updated 7/25/2007 8:27:09 PM ET 2007-07-26T00:27:09

A national security bill that would strengthen screening of air and sea cargo could be on the president’s desk within the next week.

The legislation, which aims to carry out remaining recommendations of the 9/11 Commission, also would shift more federal funds to cities and states at greatest risk of terror attack and designate money to ensure that first responders can communicate with each other.

“The bill will protect Americans from terrorism by addressing major security vulnerabilities and improving our defenses across the board against terrorist attacks,” House Speaker Nancy Pelosi, D-Calif., said Wednesday.

Senate Majority Leader Harry Reid, D-Nev., said the plan is to send the compromise bill, worked out by House-Senate negotiators, to President Bush before Congress leaves for its August recess at the end of next week. “I hope the president would not see the 9/11 Commission recommendations bill as a confrontation,” he said.

House Democrats, stressing the legislation’s importance, passed it on the first day of the session last January, and the Senate passed its version in March. But further action stalled until Democrats agreed to drop a provision in both bills that would have given airport screeners collective bargaining rights.

The last holdup, resolved Tuesday, was a Republican demand that citizens who report activity that appears to be a terrorist threat be given immunity from lawsuits. The issue grew out of an incident last fall when six Muslim scholars were removed from a Minneapolis flight after other passengers said they were acting strangely. The scholars have filed suit, saying their civil rights were violated.

Bush disagrees on provisions
The White House has protested some provisions in the bill, particularly a requirement that within the next five years all container ships be scanned for nuclear devices before they leave a foreign port. The administration says such a scanning system is “neither executable nor feasible,” but has stopped short of threatening a veto.

That’s not the case for a homeland security spending bill currently on the Senate floor, which President Bush says he will veto because it exceeds his spending ceilings.

The bill provides $37.6 billion for the budget year beginning Oct. 1, $2.3 billion more than requested by Bush. Most of the additional money would go to grants to state and local governments for emergency responders, including firefighters.

The independent 9/11 Commission in 2004 made 41 sweeping recommendations to prevent another terrorist attack, covering tighter domestic security, reform of intelligence gathering and new foreign policy directions.

Some have been carried out, either by Congress or the White House: the creation of the new position of director of national intelligence, tightened screening procedures on land borders, the moving toward standardized and secure IDs, and countermeasures against terrorist financing.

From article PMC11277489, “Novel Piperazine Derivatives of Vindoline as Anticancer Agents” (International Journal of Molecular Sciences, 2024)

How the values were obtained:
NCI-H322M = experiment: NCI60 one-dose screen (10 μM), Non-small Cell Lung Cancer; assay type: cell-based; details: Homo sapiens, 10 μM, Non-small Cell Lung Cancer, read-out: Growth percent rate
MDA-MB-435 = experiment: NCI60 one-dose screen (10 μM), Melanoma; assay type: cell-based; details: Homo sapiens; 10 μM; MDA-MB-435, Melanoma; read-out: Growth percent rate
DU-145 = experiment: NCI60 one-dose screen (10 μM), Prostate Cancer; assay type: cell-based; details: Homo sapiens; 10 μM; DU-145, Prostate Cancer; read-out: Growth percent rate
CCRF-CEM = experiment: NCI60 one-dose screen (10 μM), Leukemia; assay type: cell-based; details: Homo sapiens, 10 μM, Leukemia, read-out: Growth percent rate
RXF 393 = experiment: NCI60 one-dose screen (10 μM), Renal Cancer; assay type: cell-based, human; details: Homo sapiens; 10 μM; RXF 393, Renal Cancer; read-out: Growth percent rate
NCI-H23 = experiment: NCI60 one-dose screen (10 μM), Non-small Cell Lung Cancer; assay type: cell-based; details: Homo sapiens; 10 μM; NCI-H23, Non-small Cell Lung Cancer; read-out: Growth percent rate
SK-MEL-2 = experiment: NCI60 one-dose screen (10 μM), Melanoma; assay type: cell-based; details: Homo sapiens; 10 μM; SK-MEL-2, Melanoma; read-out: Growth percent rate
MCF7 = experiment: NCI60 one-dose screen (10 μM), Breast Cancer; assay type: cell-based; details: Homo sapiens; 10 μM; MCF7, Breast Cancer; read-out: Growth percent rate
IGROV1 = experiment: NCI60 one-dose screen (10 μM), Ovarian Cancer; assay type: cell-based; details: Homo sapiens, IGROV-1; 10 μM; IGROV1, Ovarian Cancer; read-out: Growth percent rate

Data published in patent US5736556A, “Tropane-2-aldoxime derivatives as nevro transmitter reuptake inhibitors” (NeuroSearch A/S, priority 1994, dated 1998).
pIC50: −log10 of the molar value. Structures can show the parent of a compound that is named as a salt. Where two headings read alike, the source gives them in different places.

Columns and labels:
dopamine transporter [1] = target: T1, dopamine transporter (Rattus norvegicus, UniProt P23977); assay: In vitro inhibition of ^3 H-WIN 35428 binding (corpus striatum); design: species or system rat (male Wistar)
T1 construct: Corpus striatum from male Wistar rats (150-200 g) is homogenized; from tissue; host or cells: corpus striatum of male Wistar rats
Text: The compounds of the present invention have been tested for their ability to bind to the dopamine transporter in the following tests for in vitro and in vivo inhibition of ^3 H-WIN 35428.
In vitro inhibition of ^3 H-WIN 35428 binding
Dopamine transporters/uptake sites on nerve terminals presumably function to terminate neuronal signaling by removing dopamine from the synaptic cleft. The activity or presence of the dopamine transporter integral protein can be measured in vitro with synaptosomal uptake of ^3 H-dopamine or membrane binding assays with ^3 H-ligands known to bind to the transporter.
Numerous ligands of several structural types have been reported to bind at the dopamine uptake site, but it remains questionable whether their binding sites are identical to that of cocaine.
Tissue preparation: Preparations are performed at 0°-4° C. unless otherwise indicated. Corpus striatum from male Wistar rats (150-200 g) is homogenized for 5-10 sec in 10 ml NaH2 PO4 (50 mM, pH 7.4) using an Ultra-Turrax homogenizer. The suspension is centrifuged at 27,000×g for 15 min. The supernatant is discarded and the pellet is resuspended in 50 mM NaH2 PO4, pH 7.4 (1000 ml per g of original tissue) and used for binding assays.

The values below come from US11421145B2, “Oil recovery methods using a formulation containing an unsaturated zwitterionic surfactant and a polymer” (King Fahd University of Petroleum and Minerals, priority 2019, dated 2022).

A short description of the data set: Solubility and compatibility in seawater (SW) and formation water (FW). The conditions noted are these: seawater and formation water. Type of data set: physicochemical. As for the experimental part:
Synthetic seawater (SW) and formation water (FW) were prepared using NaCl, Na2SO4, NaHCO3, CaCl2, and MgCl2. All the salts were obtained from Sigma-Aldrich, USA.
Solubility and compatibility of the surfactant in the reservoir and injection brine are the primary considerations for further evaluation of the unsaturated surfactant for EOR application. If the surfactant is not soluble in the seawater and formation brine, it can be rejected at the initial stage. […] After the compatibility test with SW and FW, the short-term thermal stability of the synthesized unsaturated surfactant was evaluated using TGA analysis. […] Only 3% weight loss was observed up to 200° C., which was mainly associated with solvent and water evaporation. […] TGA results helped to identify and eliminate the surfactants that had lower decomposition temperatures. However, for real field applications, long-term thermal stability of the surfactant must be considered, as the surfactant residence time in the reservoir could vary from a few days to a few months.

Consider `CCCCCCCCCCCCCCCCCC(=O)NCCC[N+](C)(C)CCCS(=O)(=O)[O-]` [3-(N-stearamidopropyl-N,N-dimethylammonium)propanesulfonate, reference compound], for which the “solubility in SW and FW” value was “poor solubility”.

Thomas Kean, chairman of the 9/11 Commission and former GOP governor of New Jersey, said in an interview that the new bill “doesn’t mean everything is done, but it is a very big step forward. It will make our nation safer.”

The commission did not specifically ask for 100 percent screening at foreign ports. Critics say installing scanning equipment in more than 600 foreign ports is unworkable and that the current system of targeting high-risk cargo for inspection, checking the manifests of container ships in foreign ports and installing radiation detectors in U.S. ports, is more practical.

But supporters, mainly Democrats, insisted the technology exists and that, considering the unthinkable devastation of a nuclear attack, a nuclear device must be detected before it reaches an American port. The provision gives the Homeland Security secretary authority to extend the five-year deadline in two-year increments if the system is not ready.

Other requirements
Sen. Susan Collins of Maine, top Republican on the Senate Homeland Security and Governmental Affairs Committee, said she would refuse to sign the House-Senate compromise to protest the port scanning provision, although she would vote for the bill when it reaches the Senate floor. She said the provision would divert resources needed for high-risk cargo and cause considerable backlog at ports.

But she said she was pleased with the lawsuit immunity provision. “I’ve long believed that an alert citizenry is one of our best defenses,” she said. “I don’t want an individual who in good faith reports suspicious activity to be subject to a lawsuit.”

The bill also requires the screening of all passenger plane cargo within three years and changes the formula for distributing federal grants so that high-risk states and cities receive more.

Kean said that one recommendation the bill does not address is the need for Congress to consolidate its own homeland security functions by reducing the number of committees with a hand in security issues. “Congress hasn’t done anything about itself,” he said.

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